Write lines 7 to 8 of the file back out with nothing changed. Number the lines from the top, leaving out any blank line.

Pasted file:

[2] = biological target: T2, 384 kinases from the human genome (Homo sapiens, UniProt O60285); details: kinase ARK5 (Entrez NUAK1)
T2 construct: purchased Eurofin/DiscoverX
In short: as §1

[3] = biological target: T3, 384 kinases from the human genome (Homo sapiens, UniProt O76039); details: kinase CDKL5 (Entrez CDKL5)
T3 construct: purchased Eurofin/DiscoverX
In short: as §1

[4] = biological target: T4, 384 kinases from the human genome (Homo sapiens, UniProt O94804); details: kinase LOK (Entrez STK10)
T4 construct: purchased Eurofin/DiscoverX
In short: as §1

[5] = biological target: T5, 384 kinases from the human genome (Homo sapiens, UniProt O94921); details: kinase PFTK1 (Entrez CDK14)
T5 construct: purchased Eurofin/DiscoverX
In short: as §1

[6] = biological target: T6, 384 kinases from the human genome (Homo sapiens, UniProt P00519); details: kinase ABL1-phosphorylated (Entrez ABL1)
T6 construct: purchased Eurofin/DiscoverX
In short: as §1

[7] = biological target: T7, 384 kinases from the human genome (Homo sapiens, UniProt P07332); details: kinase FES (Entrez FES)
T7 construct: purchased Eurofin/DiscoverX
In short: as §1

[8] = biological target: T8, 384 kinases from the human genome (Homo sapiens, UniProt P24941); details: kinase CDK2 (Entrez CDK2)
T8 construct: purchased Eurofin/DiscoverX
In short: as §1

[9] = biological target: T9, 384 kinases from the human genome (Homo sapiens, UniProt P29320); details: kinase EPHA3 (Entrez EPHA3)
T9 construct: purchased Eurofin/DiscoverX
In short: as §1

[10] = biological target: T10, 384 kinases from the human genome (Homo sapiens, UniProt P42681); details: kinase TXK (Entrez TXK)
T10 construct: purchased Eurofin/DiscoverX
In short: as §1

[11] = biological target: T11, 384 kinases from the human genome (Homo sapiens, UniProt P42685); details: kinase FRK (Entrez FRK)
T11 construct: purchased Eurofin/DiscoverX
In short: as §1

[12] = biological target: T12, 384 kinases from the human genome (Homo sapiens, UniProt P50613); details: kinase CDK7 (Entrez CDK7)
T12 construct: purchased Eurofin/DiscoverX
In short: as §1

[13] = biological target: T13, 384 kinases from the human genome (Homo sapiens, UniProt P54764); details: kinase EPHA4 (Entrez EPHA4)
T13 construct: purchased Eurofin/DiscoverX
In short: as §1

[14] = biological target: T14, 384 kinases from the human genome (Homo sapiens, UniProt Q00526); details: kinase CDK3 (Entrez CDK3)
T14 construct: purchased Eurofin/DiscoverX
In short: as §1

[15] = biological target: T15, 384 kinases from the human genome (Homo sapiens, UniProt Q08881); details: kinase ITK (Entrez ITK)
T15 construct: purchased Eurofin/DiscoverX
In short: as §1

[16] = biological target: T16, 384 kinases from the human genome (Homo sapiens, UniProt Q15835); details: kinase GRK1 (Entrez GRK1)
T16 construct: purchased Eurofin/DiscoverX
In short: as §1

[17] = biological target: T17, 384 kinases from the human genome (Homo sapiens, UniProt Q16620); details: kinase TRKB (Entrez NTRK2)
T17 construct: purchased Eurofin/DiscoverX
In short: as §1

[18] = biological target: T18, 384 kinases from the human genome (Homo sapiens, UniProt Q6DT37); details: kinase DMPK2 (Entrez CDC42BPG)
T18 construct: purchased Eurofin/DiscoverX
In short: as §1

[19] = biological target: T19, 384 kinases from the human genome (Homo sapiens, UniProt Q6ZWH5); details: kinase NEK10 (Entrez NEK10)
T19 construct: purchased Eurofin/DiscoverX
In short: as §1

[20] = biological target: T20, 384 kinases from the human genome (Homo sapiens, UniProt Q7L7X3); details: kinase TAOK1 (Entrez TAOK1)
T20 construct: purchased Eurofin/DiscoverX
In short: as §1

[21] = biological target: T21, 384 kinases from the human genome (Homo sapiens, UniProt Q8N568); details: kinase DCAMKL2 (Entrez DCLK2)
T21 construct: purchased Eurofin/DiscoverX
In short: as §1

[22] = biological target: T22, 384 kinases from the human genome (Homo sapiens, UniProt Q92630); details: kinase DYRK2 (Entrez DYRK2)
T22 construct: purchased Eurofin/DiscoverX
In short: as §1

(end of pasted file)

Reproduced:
[4] = biological target: T4, 384 kinases from the human genome (Homo sapiens, UniProt O94804); details: kinase LOK (Entrez STK10)
T4 construct: purchased Eurofin/DiscoverX